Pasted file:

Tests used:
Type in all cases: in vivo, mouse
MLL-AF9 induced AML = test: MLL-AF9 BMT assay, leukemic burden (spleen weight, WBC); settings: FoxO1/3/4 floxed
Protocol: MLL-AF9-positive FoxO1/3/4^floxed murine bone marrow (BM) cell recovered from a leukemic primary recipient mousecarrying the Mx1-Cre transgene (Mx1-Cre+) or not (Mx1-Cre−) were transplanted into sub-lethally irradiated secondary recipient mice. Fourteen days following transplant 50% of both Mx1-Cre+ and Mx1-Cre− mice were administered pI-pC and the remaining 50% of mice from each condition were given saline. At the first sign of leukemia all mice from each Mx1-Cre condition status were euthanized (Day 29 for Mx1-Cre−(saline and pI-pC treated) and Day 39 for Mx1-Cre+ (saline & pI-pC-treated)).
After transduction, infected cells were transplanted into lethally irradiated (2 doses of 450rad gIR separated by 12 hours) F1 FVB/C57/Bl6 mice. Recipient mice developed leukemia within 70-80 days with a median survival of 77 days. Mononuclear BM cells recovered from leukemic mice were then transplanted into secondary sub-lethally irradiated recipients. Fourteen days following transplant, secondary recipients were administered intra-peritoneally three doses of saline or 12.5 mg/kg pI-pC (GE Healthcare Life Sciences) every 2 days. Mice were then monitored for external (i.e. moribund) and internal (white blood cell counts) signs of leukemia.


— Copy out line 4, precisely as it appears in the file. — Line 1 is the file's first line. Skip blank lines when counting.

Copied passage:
Protocol: MLL-AF9-positive FoxO1/3/4^floxed murine bone marrow (BM) cell recovered from a leukemic primary recipient mousecarrying the Mx1-Cre transgene (Mx1-Cre+) or not (Mx1-Cre−) were transplanted into sub-lethally irradiated secondary recipient mice. Fourteen days following transplant 50% of both Mx1-Cre+ and Mx1-Cre− mice were administered pI-pC and the remaining 50% of mice from each condition were given saline. At the first sign of leukemia all mice from each Mx1-Cre condition status were euthanized (Day 29 for Mx1-Cre−(saline and pI-pC treated) and Day 39 for Mx1-Cre+ (saline & pI-pC-treated)).